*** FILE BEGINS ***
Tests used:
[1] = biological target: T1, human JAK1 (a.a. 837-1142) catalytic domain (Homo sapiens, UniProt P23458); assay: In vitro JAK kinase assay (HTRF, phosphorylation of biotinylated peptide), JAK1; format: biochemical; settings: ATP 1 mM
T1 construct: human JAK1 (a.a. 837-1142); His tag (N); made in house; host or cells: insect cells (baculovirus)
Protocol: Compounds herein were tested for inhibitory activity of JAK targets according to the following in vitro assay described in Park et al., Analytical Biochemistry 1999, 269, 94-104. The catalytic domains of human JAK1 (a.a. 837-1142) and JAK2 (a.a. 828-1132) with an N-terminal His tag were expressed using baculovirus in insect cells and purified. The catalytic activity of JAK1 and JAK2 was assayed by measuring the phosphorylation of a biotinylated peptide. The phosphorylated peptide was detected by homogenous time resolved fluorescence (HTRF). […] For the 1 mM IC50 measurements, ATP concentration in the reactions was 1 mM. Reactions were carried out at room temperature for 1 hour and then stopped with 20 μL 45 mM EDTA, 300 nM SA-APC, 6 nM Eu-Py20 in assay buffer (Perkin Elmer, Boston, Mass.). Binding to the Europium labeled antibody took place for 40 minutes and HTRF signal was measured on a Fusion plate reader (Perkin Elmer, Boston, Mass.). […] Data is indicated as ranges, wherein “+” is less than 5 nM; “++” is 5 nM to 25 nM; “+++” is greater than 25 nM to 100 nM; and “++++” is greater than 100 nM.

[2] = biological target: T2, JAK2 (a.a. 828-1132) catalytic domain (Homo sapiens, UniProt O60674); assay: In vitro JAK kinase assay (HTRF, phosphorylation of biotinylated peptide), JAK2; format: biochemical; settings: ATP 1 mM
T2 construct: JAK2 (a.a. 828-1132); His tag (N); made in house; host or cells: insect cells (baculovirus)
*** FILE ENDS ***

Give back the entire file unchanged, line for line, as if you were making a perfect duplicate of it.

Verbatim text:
Tests used:
[1] = biological target: T1, human JAK1 (a.a. 837-1142) catalytic domain (Homo sapiens, UniProt P23458); assay: In vitro JAK kinase assay (HTRF, phosphorylation of biotinylated peptide), JAK1; format: biochemical; settings: ATP 1 mM
T1 construct: human JAK1 (a.a. 837-1142); His tag (N); made in house; host or cells: insect cells (baculovirus)
Protocol: Compounds herein were tested for inhibitory activity of JAK targets according to the following in vitro assay described in Park et al., Analytical Biochemistry 1999, 269, 94-104. The catalytic domains of human JAK1 (a.a. 837-1142) and JAK2 (a.a. 828-1132) with an N-terminal His tag were expressed using baculovirus in insect cells and purified. The catalytic activity of JAK1 and JAK2 was assayed by measuring the phosphorylation of a biotinylated peptide. The phosphorylated peptide was detected by homogenous time resolved fluorescence (HTRF). […] For the 1 mM IC50 measurements, ATP concentration in the reactions was 1 mM. Reactions were carried out at room temperature for 1 hour and then stopped with 20 μL 45 mM EDTA, 300 nM SA-APC, 6 nM Eu-Py20 in assay buffer (Perkin Elmer, Boston, Mass.). Binding to the Europium labeled antibody took place for 40 minutes and HTRF signal was measured on a Fusion plate reader (Perkin Elmer, Boston, Mass.). […] Data is indicated as ranges, wherein “+” is less than 5 nM; “++” is 5 nM to 25 nM; “+++” is greater than 25 nM to 100 nM; and “++++” is greater than 100 nM.

[2] = biological target: T2, JAK2 (a.a. 828-1132) catalytic domain (Homo sapiens, UniProt O60674); assay: In vitro JAK kinase assay (HTRF, phosphorylation of biotinylated peptide), JAK2; format: biochemical; settings: ATP 1 mM
T2 construct: JAK2 (a.a. 828-1132); His tag (N); made in house; host or cells: insect cells (baculovirus)